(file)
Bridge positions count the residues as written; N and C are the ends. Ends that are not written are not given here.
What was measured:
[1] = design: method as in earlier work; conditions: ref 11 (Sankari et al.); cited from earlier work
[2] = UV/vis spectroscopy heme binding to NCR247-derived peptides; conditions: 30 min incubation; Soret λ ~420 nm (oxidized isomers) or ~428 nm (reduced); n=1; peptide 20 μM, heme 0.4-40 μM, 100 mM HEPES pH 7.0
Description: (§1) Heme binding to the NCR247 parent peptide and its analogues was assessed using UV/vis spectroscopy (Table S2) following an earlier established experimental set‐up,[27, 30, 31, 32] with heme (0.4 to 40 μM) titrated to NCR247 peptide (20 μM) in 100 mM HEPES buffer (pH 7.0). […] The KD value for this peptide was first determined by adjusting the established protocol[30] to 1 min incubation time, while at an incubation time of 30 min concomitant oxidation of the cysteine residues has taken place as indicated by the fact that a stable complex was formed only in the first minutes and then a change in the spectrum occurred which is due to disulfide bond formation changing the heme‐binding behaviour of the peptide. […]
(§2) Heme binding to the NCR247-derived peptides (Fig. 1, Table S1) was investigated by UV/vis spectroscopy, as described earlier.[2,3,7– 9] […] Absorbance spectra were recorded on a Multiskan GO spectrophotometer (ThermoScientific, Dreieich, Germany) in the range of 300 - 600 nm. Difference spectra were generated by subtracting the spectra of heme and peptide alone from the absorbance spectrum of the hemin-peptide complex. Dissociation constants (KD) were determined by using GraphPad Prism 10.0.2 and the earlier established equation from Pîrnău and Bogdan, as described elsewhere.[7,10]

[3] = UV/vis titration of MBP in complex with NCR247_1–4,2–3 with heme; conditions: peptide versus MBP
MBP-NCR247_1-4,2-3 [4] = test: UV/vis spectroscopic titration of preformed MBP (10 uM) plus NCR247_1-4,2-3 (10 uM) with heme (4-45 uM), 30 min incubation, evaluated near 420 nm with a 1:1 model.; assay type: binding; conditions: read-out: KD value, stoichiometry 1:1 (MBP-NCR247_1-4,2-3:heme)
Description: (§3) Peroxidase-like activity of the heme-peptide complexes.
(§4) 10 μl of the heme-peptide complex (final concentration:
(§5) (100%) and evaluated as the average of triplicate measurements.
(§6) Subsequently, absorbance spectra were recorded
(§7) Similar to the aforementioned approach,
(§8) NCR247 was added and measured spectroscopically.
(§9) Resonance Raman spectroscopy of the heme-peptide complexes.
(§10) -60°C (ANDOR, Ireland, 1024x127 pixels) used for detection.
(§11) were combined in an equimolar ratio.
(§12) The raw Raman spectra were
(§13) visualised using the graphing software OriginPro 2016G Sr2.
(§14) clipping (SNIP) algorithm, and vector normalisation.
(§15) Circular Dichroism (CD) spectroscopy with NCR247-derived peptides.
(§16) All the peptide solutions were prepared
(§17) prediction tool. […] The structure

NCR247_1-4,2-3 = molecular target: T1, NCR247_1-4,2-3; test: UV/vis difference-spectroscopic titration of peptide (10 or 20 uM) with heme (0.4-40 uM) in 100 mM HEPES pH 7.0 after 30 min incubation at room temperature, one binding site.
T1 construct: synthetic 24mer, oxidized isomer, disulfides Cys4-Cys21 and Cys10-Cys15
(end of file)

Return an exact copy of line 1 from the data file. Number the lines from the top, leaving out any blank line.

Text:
Bridge positions count the residues as written; N and C are the ends. Ends that are not written are not given here.